Halcion is within the benzodiazepine class of drugs, and it is among the most addictive of the options.
Halcion Uses and Effects
As a benzodiazepine drug, Halcion has a sedative-hypnotic effect that is commonly used to treat issues like anxiety, insomnia, and some alcohol withdrawal related symptoms. It also has a relaxant effect on muscles. When taken as directed, Halcion provides users with relaxation and euphoria, making it particularly effective for anxiety and panic disorders. It also has a sedative effect, which may help patients sleep more soundly and fall asleep more easily.
Is Halcion addictive?
Yes, Halcion has a high addiction potential. In fact, Halcion is considered one of the most addictive forms of benzodiazepine available. Halcion addiction can develop in as little as two weeks, even if it used according to a physician’s prescription.
Doctors usually do not prescribe Halcion unless absolutely necessary, as it is one of the most addictive forms of benzodiazepine available. While all medications in this class are addictive, Halcion can become habit forming and dependencies can develop in as little as two weeks, even when used as directed. For this reason, Halcion should never be used without a prescription, and should always be taken under a doctor’s supervision.
Positive effects of taking Halcion include:
There are some less positive effects this drug can have as well, even when taken as directed:
Negative reactions can occur even when the drug is taken as directed. Doctors generally don’t prescribe Halcion for more than ten days at a time due to its high probability of becoming addictive. Even when used entirely as directed, patients may still become dependent on Halcion within a short period time – sometimes in as little as two weeks.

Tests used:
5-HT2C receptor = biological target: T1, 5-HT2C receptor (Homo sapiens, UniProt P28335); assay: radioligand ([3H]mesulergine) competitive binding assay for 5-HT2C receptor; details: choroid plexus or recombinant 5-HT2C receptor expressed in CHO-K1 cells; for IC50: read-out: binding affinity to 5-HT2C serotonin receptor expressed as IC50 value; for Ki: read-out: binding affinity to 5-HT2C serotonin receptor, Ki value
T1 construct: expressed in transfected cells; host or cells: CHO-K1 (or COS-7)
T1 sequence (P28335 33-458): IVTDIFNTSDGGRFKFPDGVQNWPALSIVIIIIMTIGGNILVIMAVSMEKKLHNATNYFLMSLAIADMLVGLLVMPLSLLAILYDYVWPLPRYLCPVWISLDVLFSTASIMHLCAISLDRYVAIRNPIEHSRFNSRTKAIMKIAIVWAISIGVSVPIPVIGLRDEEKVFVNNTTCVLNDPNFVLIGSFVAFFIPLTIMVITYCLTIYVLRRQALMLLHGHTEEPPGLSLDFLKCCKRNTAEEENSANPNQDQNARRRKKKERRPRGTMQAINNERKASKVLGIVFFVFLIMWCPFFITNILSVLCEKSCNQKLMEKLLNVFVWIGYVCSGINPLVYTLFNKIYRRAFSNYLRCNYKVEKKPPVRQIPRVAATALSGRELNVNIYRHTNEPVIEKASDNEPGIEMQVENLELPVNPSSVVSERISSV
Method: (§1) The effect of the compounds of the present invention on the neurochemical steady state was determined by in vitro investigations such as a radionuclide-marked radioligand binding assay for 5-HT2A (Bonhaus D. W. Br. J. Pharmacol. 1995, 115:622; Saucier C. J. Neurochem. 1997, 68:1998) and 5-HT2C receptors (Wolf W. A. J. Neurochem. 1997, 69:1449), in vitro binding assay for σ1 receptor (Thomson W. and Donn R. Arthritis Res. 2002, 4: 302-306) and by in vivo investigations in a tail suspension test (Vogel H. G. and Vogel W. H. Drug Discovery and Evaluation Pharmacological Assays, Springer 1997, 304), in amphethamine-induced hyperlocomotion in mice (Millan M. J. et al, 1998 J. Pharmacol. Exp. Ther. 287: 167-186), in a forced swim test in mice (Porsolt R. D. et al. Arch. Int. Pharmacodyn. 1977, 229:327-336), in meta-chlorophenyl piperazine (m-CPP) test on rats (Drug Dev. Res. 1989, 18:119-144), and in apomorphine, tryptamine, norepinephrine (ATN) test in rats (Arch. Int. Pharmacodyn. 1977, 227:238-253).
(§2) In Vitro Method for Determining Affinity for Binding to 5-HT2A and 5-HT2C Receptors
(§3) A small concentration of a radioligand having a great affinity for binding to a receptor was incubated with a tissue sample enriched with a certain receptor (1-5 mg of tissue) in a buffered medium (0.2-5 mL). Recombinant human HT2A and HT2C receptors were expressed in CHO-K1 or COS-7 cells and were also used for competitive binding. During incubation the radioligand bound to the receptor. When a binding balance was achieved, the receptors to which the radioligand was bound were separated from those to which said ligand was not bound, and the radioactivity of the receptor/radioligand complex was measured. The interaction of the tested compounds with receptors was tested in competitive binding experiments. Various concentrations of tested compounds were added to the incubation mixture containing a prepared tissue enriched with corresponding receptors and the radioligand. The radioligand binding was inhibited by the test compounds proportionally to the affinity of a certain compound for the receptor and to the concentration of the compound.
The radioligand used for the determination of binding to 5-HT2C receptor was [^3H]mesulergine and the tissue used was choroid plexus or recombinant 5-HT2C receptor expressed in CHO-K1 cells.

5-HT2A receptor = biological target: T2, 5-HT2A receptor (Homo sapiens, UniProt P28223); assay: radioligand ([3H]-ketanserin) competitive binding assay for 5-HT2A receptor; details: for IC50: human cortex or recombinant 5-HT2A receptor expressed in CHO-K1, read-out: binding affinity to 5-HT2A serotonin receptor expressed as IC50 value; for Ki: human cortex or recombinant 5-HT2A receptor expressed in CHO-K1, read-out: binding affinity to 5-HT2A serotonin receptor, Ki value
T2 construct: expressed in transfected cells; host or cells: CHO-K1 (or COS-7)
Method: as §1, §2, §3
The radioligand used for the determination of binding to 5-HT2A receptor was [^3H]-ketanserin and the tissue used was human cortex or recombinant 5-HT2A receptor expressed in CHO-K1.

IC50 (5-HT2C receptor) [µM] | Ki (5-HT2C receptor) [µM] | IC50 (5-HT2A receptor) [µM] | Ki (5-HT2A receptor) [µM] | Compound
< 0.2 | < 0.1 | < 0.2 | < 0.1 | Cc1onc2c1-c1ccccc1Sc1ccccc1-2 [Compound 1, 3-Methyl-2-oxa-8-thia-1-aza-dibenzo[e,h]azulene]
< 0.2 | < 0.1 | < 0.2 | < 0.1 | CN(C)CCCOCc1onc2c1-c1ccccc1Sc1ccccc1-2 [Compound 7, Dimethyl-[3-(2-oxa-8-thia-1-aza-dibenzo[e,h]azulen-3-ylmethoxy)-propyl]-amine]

What are the side effects of Halcion?
The side effects of Halcion may include:
- Confusion and lack of balance
- Mental impairment
- Slurred speech
- Double vision
- Low blood pressure
- Slowed breathing
Halcion abuse is defined as any use of the drug that isn’t approved by a medical professional. This includes taking it longer than prescribed, in higher doses, taking it without a prescription, and taking it alongside other drugs.
Many people who abuse Halcion are polydrug users, meaning they use several substances at once in order to intensify the “high” or offset the effects of another drug. Common drugs taken alongside Halcion include:
- Prescription pain medications
When taken with alcohol, which is a nervous system depressant, the brain and central nervous system slow down to the point that users may stop breathing. Halcion may also be taken to avoid some of the more negative stimulant effects of Heroin and similar drugs. Most long-term addicts taking benzodiazepine drugs are also taking additional drugs or alcohol.
Risk Groups and Factors
Since Halcion is prescribed most often for insomnia and anxiety disorders, those who suffer from these disorders may be most likely to abuse the drug and become addicted.
Veterans and those who have co-occurring disorders often abuse anxiety drugs to self-medicate. Those who have been deployed are often more at risk due to post-traumatic stress disorder, depression, and anxiety. Insomnia is also common with those who have this disorder.
Professionals with high-stress careers are also more likely to abuse drugs, as they often suffer from anxiety, sleeplessness, and stress related to work.